Abenomics, Japan’s economic plan with three arrows in the quiver, may need another few arrows.
Japanese Prime Minister Shinzo Abe’s plan to boost growth and conclusively lift the world’s third largest economy out of a long deflation phase hit another road bump Monday. After three quarters of growth, the Bank of Japan sees weak Asian demand sending factory output lower during the second quarter. In the first quarter industrial production beat the market’s forecasts and advanced 1.5% over the previous quarter.
The central bank’s negative prediction for outlook was based on rising inventories at automakers and steelmakers seeing a drop in production due to a slowing of Asian demand.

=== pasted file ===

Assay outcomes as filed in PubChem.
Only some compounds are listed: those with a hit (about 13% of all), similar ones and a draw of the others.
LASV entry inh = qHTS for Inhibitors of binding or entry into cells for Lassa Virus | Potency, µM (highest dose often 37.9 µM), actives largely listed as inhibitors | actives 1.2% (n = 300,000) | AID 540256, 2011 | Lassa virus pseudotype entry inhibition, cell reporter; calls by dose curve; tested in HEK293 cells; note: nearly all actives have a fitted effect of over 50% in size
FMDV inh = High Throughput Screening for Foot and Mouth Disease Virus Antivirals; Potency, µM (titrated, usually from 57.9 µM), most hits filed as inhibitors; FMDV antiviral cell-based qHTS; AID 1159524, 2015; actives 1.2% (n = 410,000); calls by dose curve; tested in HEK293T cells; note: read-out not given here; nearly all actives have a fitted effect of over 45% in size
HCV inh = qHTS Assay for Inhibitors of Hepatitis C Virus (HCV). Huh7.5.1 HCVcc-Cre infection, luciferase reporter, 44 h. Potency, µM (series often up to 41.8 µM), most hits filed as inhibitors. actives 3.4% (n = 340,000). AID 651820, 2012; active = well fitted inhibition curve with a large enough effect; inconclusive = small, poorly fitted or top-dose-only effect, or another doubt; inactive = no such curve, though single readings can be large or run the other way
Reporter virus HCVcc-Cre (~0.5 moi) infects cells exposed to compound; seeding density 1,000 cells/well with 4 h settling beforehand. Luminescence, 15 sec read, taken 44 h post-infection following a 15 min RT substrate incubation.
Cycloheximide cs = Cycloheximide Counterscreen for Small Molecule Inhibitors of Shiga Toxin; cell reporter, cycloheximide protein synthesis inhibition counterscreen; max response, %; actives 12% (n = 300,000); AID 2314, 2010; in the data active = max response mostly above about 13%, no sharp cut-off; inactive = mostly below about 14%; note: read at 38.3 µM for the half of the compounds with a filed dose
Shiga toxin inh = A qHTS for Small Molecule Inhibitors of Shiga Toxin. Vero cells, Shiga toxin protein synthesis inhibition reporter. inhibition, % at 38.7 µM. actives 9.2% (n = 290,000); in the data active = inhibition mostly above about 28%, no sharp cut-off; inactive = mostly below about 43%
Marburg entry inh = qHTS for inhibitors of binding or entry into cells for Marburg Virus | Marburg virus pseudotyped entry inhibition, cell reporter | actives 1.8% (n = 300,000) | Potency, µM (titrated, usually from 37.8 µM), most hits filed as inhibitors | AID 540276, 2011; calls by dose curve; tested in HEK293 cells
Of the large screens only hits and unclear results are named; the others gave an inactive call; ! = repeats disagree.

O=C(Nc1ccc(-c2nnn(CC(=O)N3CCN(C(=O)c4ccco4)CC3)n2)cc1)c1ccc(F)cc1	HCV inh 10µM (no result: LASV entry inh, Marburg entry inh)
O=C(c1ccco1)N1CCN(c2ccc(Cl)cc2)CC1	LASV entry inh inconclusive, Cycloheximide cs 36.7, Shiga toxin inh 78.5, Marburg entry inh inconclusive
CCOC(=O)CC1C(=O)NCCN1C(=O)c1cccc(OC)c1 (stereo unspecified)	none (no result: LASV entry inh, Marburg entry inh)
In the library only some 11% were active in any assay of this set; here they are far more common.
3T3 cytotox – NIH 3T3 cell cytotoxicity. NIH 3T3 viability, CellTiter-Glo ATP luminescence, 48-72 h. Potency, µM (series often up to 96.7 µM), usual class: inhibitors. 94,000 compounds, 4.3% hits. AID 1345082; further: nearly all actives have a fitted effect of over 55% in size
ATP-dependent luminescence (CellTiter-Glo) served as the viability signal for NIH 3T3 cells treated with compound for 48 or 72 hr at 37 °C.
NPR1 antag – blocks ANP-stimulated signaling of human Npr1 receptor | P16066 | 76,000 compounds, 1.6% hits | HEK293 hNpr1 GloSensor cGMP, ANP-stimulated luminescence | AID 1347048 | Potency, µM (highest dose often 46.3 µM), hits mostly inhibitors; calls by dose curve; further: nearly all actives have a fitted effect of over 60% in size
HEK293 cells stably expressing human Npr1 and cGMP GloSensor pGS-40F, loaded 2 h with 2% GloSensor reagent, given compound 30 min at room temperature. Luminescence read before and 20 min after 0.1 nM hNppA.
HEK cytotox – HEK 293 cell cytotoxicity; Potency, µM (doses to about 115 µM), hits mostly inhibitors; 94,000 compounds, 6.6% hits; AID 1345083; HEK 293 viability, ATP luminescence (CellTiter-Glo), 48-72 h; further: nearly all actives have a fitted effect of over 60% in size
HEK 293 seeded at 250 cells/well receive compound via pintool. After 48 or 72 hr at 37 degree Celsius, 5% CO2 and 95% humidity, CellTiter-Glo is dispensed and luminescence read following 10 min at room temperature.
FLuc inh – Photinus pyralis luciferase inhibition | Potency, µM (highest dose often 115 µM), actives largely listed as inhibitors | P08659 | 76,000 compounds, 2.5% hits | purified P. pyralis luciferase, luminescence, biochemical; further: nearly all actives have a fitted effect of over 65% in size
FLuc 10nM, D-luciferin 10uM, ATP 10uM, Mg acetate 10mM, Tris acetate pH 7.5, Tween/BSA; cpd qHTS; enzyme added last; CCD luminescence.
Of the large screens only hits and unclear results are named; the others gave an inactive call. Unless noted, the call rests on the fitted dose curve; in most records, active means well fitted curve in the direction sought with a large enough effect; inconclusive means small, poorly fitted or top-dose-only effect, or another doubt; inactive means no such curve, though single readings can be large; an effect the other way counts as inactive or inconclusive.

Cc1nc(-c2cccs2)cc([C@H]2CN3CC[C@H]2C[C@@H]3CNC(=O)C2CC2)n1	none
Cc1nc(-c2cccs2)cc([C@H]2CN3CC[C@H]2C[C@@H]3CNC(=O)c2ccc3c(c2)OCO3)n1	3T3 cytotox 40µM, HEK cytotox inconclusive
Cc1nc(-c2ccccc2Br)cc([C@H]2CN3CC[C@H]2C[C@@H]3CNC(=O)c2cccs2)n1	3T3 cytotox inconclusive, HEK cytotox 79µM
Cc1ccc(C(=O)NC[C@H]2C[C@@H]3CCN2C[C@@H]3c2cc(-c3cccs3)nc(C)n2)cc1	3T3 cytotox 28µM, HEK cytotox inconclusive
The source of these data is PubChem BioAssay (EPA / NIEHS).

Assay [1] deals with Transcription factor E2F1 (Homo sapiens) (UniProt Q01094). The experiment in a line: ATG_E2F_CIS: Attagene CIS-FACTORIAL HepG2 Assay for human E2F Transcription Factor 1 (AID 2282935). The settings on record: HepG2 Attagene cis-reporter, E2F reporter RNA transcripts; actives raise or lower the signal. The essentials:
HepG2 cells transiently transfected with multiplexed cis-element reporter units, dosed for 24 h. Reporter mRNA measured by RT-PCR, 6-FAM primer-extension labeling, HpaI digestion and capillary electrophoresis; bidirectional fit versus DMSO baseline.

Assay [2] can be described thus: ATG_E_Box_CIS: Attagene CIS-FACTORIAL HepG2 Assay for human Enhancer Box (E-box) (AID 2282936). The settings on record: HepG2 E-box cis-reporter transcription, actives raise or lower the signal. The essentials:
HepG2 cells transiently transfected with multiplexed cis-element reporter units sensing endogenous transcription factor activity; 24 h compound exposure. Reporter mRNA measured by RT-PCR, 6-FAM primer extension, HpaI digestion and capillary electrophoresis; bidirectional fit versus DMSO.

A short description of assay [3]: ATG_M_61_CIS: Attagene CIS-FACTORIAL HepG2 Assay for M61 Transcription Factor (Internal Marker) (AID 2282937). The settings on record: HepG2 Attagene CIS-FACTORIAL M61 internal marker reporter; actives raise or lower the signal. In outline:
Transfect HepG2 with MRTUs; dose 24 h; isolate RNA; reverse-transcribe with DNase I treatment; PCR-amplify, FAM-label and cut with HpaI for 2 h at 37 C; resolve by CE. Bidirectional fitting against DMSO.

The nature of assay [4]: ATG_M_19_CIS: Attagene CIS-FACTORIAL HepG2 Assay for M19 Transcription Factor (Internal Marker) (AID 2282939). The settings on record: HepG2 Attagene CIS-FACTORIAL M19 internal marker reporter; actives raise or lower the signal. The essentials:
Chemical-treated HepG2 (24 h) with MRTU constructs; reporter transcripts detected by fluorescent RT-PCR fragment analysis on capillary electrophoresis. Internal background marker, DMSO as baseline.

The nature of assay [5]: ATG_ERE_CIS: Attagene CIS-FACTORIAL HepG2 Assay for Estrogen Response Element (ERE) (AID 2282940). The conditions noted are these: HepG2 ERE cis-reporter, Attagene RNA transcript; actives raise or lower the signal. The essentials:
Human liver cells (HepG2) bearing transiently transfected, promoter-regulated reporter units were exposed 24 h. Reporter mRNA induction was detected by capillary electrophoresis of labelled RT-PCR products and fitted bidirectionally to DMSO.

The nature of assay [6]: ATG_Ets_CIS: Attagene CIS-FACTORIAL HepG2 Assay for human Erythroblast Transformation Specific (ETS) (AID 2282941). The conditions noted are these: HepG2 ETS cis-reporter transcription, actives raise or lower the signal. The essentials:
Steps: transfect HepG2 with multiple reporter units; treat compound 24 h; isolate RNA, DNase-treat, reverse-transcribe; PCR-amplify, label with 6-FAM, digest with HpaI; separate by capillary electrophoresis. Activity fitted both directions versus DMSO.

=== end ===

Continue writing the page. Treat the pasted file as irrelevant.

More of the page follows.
“Industrial production will increase moderately reflecting domestic and overseas demand, albeit with some fluctuations,” the BOJ said in a monthly economic report released on Monday.
The three arrows of the Abenomics strategy are aggressive monetary easing, flexible fiscal policy and reforms that will increase Japan’s long-term economic growth. The additional arrow will probably be getting the business sector to increase investments in their companies, specifically capital expenditures.
Last year, Abe pressured business executives to raise worker wages for the first time in years. On Monday, Abe said he plans to meet with the business sector to encourage more capital expenditures. In particular, Japanese companies have an urgent need to buy more cutting-edge information technology.